Naturally Me: Hair, Men and Image

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At the age of 14, I caused my grandmother to go into a conniption fit when I did the unthinkable. Yes ladies and gentlemen, that little rebel in me decided that I did not want to have relaxed hair anymore, and I started to…wait for it…let my hair grow the way it came out of my head naturally.

From the way my grandmother reacted, you would think that going natural meant joining a Rastafarian commune to shack up with some natty dread, and pop out some equally natty great-grands (no disrespect meant to Rastafarians). After all, when she was growing up, there was a serious stigma attached to natural hair. No one even dreamed of sporting a natural do, if they wanted to progress in their career or social status.

Fastforward to 2012. I’ve been totally natural since 2007, and it has been a rollercoaster journey. At one point, I was so fed up of the constant hair maintenance battle that I went for a relaxer. I even sat in the hairdresser’s chair. But as she was prepping my hair, something started to tug inside of me. I just couldn’t do it.

Initially, I didn’t quite figure out what that nagging feeling was, but then I realised that I had fallen in love with my multi-textured hair, with its unpredictable, yet endearing moods. I reminisced about the sheer exhilaration of stepping out of the salon, after handing over the job of styling to the experts. These coiffeurs seemed to have magic fingers that could transform an unruly mess of tangles into the most stunning, traffic-blocking, head-turning looks.

As she was about to start mixing the chemicals, I told the hairdresser to stop. I was determined to (in the language of Project Runway’s Tim Gunn) “make it work”.

I had my first relaxer at age seven, so I had no idea about the range of possibilities natural hair could afford. For all my natural years, the rope twist was my de-facto style, and as much as I loved the look, I was bored. With newfound vigour, I ransacked YouTube and natural hair blogs, where I discovered a whole range of options.

The world of flat twists, twist outs, afro puffs, and canerowed upsweeps were unchartered territory. I was overwhelmed, but overjoyed with the choices, and I was determined to try any decent looking style at least once.

Now, I know some ladies are concerned about how the fellas will react to natural hair, and are reluctant to either stay or go natural, because they think that men won’t like it. Personally, I have never experienced guys not liking my natural look.

On the contrary, I have received many compliments from guys of varying races, nationalities, and ethnicities about my hair. When at home in the Caribbean, I’ll be walking along minding my own business, and hear at least one “psssst Princess”, or “psssst Empress” (titles reserved almost exclusively for women with natural hair), mixed in with the usual “smallie”, “darkie”, or “family”.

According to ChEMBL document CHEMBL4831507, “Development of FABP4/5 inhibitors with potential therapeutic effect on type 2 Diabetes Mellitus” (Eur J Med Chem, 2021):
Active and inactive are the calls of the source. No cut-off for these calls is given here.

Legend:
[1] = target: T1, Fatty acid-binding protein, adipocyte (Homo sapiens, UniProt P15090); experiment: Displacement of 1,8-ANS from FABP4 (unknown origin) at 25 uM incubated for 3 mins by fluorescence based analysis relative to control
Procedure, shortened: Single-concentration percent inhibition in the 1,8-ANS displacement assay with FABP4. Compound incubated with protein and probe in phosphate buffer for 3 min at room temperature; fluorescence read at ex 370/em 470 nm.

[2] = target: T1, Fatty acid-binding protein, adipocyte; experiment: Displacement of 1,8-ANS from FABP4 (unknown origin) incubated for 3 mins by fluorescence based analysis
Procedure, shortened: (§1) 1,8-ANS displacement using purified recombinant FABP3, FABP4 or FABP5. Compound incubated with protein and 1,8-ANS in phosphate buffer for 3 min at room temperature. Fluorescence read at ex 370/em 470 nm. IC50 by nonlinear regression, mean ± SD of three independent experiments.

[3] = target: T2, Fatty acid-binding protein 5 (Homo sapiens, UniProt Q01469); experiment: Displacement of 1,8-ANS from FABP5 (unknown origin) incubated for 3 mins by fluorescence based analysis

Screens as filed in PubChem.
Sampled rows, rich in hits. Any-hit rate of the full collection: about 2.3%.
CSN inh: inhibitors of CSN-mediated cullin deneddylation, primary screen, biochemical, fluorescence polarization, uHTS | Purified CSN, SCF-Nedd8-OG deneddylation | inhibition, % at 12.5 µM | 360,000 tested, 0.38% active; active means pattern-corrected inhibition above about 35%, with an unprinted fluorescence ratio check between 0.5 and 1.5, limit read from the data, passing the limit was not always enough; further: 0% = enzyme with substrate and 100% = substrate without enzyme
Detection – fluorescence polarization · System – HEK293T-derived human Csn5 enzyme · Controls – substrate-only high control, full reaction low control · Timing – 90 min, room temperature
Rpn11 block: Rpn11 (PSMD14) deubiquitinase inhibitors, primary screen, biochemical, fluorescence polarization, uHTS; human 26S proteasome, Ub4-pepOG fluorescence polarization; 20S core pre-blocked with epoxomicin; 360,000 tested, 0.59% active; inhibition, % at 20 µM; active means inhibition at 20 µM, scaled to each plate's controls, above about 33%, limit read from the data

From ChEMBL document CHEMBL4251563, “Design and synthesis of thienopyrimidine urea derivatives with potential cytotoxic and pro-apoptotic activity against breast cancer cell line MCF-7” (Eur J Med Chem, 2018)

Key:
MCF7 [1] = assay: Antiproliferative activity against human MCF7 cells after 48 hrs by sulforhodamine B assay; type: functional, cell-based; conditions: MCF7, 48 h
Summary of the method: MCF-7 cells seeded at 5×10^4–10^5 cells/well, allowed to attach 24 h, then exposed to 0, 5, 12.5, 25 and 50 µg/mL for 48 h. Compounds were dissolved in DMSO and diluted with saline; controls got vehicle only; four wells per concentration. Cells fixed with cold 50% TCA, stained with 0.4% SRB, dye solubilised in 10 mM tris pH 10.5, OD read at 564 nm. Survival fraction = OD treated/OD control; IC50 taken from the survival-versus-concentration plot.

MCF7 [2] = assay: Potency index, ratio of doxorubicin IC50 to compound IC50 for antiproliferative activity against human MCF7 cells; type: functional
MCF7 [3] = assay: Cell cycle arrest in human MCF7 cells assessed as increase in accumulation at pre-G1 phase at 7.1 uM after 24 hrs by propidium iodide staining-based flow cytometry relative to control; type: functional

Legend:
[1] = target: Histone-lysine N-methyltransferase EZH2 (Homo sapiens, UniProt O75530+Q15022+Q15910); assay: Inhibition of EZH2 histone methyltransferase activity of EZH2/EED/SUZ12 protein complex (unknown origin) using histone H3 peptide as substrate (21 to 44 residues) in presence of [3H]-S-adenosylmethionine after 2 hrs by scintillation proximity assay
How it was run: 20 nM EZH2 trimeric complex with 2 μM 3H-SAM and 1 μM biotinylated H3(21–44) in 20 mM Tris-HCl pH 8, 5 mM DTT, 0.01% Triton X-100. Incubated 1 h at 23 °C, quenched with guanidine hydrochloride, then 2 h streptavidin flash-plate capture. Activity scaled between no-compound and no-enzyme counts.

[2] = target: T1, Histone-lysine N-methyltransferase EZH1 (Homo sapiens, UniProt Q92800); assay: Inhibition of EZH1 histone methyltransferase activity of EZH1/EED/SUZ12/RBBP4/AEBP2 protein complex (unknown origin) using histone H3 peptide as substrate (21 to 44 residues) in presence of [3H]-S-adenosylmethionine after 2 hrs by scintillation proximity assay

To me, it’s all about preference.

In the same way that some guys prefer slim women, while others prefer full-figured ladies, some prefer natural hair; others prefer relaxed hair. It’s simply a matter of finding someone who will appreciate you for you.

Most guys like a girl who is confident. How a woman perceives herself will often dictate on some level how a man perceives her. So just wear your hair the way that makes you feel happy, and chances are your guy will be happy with it too.

No matter how you choose to wear your hair, just keep it neat. No man I know wants to be walking with a woman who looks like an unkempt hot mess. Any kind of hair, natural or not, needs to be well groomed. So to say that natural hair is messy or unprofessional speaks more to the person upon whose head it sits rather than the hair itself. And men aside, shouldn’t you simply want to look good for yourself?

The lesson from this is for anyone male or female to be comfortable with who you are, and not to conform to what people think you should be. IMHO (in my humble opinion), if you love your hair natural, and someone else doesn’t like it, then that really is their problem – not yours. If you try to change yourself to suit someone else’s ideal of beauty, then you are not being true to yourself.

By the way, in case you were wondering how my grandma has been coping with my decision, much to my surprise and delight, she has come around. I’ve even gotten a couple rave reviews from her about my styles. While I’m not exactly sure if it’s because she actually likes them or whether it’s because she’s relieved that I didn’t run off with the Bobo dreads, I’ll let you be the judge of that one.

Anyone looking for ideas on how to style their natural hair can take a look at my Facebook album


Image credit:

Nicole M. A. Brown

Nicole Brown was born and raised in Jamaica, but has lived in Trinidad and Tobago since 2003. She enjoys learning new languages and meeting people from different cultures. She’s also interested in the creative arts, and serves as the dance ministry director for her church. To contact her, you can email